The Holy Spirit has come. It has empowered the apostles to continue the work of the Kingdom of God. It is transforming the narrative still from power and might to healing and wholeness.
May 8, 2022
“We Are The Church . . . Let’s Act Like It”
Act With Generosity
Acts 3:1-10; 4:1-20
Rev. Dr. Heather W. McColl
Acts 3: 1-10; Acts 4: 1-20
One day Peter and John were going up to the temple at the hour of prayer, at three o’clock in the afternoon. And a man lame from birth was being carried in. People would lay him daily at the gate of the temple called the Beautiful Gate so that he could ask for alms from those entering the temple. When he saw Peter and John about to go into the temple, he asked them for alms. Peter looked intently at him, as did John, and said, “Look at us.” And he fixed his attention on them, expecting to receive something from them. Peter said, “I have no silver or gold, but what I have I give you; in the name of Jesus Christ of Nazareth, stand up and walk.” And he took him by the right hand and raised him up, and immediately his feet and ankles were made strong. Jumping up, he stood and began to walk, and he entered the temple with them, walking and leaping and praising God. All the people saw him walking and praising God, and they recognized him as the one who used to sit and ask for alms at the Beautiful Gate of the temple, and they were filled with wonder and astonishment at what had happened to him.
While Peter and John were speaking to the people, the priests, the captain of the temple, and the Sadducees came to them, much annoyed because they were teaching the people and proclaiming that in Jesus there is the resurrection of the dead. So they arrested them and put them in custody until the next day, for it was already evening. But many of those who heard the word believed, and they numbered about five thousand. The next day their rulers, elders, and scribes assembled in Jerusalem, with Annas the high priest, Caiaphas, John, and Alexander, and all who were of the high-priestly family. When they had made the prisoners stand in their midst, they inquired, “By what power or by what name did you do this?” Then Peter, filled with the Holy Spirit, said to them, “Rulers of the people and elders, if we are being questioned today because of a good deed done to someone who was sick and are being asked how this man has been healed, let it be known to all of you, and to all the people of Israel, that this man is standing before you in good health by the name of Jesus Christ of Nazareth, whom you crucified, whom God raised from the dead.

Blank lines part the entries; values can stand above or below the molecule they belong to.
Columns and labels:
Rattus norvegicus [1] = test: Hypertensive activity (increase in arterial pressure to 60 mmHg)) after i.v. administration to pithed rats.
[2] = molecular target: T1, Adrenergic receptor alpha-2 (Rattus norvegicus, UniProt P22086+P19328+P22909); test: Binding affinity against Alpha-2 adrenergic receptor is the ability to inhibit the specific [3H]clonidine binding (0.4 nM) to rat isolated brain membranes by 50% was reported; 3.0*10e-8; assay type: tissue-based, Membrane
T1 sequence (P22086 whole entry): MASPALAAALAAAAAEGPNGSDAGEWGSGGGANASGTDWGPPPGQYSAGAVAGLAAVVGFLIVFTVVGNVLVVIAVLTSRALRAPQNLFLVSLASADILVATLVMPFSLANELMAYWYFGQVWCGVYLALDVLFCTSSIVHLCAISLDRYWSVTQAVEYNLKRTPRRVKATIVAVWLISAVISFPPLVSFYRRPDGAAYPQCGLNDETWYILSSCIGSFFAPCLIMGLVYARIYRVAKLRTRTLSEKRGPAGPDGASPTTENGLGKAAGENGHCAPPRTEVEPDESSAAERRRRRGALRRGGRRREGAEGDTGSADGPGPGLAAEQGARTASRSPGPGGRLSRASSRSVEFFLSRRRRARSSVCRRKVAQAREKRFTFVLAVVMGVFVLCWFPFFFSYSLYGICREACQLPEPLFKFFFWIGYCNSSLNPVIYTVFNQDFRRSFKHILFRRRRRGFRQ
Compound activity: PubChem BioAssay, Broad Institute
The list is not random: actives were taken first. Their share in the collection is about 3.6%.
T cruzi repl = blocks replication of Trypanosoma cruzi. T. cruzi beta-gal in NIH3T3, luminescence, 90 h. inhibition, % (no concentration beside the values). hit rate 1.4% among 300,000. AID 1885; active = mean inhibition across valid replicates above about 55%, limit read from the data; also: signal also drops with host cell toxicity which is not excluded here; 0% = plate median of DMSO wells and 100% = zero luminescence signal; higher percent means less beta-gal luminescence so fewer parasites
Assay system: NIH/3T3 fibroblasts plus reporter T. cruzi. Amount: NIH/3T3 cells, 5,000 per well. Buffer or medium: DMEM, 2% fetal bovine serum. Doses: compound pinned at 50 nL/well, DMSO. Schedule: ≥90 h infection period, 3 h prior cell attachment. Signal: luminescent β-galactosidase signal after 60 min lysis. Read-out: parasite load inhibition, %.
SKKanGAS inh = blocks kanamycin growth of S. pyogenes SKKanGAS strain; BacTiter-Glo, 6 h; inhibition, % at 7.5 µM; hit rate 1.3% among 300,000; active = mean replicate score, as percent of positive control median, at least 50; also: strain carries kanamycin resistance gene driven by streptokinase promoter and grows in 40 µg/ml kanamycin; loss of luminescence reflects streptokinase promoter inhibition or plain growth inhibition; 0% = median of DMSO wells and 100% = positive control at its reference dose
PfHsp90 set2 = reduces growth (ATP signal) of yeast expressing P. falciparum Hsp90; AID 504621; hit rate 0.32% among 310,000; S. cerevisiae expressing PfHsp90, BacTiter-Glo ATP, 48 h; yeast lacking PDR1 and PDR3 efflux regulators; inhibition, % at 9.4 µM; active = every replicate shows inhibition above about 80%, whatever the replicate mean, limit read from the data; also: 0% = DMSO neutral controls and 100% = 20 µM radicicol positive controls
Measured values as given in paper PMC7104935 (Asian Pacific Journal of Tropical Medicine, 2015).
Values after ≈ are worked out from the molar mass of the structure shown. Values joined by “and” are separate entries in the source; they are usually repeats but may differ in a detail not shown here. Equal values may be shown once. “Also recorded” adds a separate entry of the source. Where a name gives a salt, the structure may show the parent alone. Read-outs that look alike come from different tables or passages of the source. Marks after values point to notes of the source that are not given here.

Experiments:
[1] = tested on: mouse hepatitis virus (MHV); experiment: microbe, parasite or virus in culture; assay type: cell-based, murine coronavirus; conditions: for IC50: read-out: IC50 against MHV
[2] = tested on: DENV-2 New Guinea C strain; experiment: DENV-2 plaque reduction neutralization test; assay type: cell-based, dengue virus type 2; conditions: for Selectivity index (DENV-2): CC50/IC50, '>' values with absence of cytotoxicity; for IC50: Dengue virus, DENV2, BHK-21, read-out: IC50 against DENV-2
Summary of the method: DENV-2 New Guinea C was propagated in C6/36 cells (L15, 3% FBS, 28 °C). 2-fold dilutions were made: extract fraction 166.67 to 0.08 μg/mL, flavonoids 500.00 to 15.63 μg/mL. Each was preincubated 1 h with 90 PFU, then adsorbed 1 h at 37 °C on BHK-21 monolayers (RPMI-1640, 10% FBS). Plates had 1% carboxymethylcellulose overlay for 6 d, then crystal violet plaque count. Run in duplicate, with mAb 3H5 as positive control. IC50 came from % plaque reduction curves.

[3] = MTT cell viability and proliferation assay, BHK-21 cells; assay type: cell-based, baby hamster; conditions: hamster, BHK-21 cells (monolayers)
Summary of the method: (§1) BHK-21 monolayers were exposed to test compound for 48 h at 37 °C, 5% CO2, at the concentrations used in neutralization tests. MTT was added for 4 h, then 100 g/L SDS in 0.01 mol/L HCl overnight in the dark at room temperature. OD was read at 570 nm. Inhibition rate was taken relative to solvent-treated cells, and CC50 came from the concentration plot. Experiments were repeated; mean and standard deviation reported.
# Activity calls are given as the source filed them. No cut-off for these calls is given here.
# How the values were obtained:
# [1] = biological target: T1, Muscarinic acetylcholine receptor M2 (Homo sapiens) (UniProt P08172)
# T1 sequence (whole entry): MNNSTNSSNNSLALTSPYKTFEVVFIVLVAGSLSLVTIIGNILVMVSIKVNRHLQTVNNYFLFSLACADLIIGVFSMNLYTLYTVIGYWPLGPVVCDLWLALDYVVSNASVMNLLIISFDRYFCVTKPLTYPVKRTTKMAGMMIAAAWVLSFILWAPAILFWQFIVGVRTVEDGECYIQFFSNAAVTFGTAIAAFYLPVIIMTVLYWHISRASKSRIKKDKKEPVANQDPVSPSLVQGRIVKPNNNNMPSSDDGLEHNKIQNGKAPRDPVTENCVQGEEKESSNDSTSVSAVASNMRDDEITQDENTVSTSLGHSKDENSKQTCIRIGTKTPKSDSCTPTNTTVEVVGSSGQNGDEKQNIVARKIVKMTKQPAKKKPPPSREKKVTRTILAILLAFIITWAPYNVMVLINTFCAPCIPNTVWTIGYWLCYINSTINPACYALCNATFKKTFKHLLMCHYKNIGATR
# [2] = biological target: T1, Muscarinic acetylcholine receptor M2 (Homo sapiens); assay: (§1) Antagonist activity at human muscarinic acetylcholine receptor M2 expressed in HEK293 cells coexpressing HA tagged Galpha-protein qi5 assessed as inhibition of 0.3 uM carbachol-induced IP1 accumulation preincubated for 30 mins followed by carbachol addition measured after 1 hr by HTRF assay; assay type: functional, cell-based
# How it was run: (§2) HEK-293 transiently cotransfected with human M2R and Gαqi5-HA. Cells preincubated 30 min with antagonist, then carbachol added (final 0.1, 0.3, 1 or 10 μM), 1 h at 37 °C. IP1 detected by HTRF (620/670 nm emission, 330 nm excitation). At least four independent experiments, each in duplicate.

This Jesus is ‘the stone that was rejected by you, the builders; it has become the cornerstone.’ “There is salvation in no one else, for there is no other name under heaven given among mortals by which we must be saved.”
Now when they saw the boldness of Peter and John and realized that they were uneducated and ordinary men, they were amazed and recognized them as companions of Jesus. When they saw the man who had been cured standing beside them, they had nothing to say in opposition. So they ordered them to leave the council while they discussed the matter with one another. They said, “What will we do with them? For it is obvious to all who live in Jerusalem that a notable sign has been done through them; we cannot deny it. But to keep it from spreading further among the people, let us warn them to speak no more to anyone in this name.” So they called them and ordered them not to speak or teach at all in the name of Jesus. But Peter and John answered them, “Whether it is right in God’s sight to listen to you rather than to God, you must judge; for we cannot keep from speaking about what we have seen and heard.”
Act With Generosity Acts 3:1-10; 4:1-20
We continue this Sunday taking a look at how the Book of Acts can help us as modern day disciples reclaim our faith and become the church God calls us to be here on earth.
I hesitated writing this sermon because I was worried everyone would think that I wanted us to stand on the street corner, yelling out what we believe as people passed by. But as I lived with this text this week, other scenarios came to mind, moments like when I felt compelled to speak out against the injustices which I had seen but instead kept my quiet because I was afraid of the consequences of my actions, moments like when I have heard people saying “Why would I want to worship a God that is so judgmental, so hurtful, so full of hate?” And instead of telling them that they were wrong, that God was full of love, full of grace, I simply kept my mouth shut and watched as they continued to crucify my Lord.